Holiday Hazard Statistics: Keeping Your Family Safe

by Tara Saltzburg December 10, 2017

Hey There, 

It's the most wonderful time of the year! As we begin gearing up for the holidays by stringing lights and decorating trees, it's important to stay safe while decorating this holiday season. Yup, it may sound ridiculous, but The Consumer Product Safety Commission recently released a statement about holiday-related hazards that may shock you. 


During last year's holiday season alone, in the US, there were approximately 14,700 decorating-related injuries that required ER visits (an average of 240 injuries per day during the decorating months of November and December), the most prevalent being falls, lacerations, and back sprains. Three deaths involving ladder falls were also reported. 

Between 2012 and 2014, Christmas trees have been attributed to 100 fires, 10 deaths, 20 ER visits, and $15.7M in property loss. Candles have been attributed to 1200 fires, 10 deaths, 130 ER visits, and 42.2M in property loss.   

“Safety should be part of all your decorating efforts,” said CPSC Acting Chairman Ann Marie Buerkle. “Make sure your live Christmas tree has plenty of water, keep lit candles away from flammable items, and use caution when standing on a ladder or a chair to hang decorations.”

The CPSC recommends following these procedures to ensure your family's safety this holiday season:

Trees and Decorations

1. Buying a live tree? Check for freshness. A fresh tree is green, its needles are hard to pull from branches, and its needles do not break when bent between your fingers. The bottom of a fresh tree is sticky with resin, and when tapped on the ground, the tree should not lose many needles.

2. Setting up a tree at home? Place it away from heat sources, such as fireplaces, vents, and radiators. Heated rooms rapidly dry out live trees, be sure to monitor water levels daily and keep the tree stand filled with water. Place the tree out of the way of foot traffic and do not block doorways with the tree.

3. Buying an artificial tree? Look for the label “Fire Resistant.” Although this label does not mean that the tree will not catch fire, the tree is more resistant to catching fire.

4. Decorating a tree in homes with small children? Avoid sharp or breakable decorations. Keep trimmings with small removable parts out of the reach of small children who could swallow or inhale small pieces. Avoid trimmings that resemble candy or food that may tempt a child to try to eat them.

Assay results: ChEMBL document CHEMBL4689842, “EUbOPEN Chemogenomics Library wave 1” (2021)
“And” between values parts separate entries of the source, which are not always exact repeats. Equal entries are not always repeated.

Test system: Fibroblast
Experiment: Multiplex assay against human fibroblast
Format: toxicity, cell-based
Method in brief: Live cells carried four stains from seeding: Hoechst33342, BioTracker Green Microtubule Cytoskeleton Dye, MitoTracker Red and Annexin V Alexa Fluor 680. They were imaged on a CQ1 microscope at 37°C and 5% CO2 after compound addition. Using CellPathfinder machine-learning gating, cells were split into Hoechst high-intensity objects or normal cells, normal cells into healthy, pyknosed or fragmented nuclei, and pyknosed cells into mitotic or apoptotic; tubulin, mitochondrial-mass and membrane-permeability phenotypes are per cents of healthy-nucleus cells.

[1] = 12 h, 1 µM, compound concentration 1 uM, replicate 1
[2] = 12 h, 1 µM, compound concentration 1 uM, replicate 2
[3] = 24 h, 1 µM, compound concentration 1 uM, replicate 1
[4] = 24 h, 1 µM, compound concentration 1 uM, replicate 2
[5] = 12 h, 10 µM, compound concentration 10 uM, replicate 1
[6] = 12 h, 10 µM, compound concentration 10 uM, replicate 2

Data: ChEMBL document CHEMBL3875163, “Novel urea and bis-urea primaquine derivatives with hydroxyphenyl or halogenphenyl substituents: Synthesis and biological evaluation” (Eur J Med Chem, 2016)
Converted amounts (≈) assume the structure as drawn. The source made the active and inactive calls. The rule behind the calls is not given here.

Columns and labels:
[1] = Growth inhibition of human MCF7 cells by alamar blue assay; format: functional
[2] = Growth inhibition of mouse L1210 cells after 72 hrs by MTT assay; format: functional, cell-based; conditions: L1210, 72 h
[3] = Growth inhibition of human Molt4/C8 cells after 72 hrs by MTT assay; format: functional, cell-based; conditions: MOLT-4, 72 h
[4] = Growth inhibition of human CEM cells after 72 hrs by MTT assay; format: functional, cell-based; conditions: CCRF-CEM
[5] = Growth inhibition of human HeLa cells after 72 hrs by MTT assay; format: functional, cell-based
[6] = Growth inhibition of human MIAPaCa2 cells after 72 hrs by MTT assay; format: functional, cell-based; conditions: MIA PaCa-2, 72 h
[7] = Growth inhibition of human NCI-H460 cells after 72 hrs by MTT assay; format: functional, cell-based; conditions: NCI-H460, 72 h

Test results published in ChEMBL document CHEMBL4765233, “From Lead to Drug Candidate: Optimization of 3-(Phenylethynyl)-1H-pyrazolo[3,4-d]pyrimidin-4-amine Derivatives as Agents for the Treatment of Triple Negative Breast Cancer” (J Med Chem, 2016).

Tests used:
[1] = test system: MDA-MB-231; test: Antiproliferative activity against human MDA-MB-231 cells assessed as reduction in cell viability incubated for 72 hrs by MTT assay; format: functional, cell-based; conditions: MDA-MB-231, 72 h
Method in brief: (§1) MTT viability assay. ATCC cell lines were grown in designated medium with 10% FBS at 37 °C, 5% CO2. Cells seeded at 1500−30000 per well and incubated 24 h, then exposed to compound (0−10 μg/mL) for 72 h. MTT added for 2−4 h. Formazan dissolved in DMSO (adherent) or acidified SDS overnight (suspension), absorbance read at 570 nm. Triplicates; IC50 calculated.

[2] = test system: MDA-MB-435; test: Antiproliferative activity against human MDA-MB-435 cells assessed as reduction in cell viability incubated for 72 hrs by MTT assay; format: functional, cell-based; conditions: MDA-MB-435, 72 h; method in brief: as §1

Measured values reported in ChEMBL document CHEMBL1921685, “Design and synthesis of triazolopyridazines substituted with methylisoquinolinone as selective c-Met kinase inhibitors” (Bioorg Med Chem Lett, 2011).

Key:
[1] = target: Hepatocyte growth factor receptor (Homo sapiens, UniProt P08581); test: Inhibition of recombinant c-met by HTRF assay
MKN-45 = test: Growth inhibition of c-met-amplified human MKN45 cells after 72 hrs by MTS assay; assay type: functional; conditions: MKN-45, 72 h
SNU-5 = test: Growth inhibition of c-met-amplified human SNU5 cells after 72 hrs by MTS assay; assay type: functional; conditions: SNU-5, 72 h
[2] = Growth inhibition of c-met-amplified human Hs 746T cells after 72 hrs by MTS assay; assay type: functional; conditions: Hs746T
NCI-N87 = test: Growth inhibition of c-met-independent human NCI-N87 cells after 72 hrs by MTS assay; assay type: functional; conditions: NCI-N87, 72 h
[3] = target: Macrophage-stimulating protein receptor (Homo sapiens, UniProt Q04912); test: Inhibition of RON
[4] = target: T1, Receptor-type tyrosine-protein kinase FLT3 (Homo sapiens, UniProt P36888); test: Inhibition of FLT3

1. Keep burning candles within sight. Extinguish all candles before leaving the room.

2. Keep candles on a stable, heat-resistant surface where children and pets cannot reach them or knock them over. Place lit candles away from items that can catch fire such as trees, decorations, curtains and furniture.


1. Only use lights tested for safety by a nationally recognized testing laboratory. Lights for both indoor and outdoor usage must meet strict standards that testing laboratories are able to verify.

2. Check each set of lights, new or old, for broken or cracked sockets, frayed or bare wires, or loose connections. Throw out damaged sets and do not use electric lights on a metallic tree.

3. Check each extension cord to make sure it is rated for the intended use and is in good condition. Do not use cords with cuts or signs of fraying.

4. Check outdoor lights for labels showing the lights have been certified for outdoor use and only plug them into a ground-fault circuit interrupter (GFCI)-protected receptacle or a portable GFCI.


1. Use care with “fire salts,” which produce colored flames when thrown onto wood fires. Fire salts contain heavy metals that can cause intense gastrointestinal irritation and vomiting if swallowed. Keep them away from children.

2. Do not burn wrapping paper in the fireplace. A flash fire may result because wrappings can ignite suddenly and burn intensely.

Smoke Alarms

1. Have working smoke alarms on every floor of the home and in every bedroom. The early warning provided by smoke alarms saves lives.

2. Test your smoke alarms every month to make sure they are working properly.

3. Change batteries in smoke alarms every year.

Be sure to take measures to keep your family and home safe this holiday season. Cheers to a happy and healthy holiday season!

XO, Tara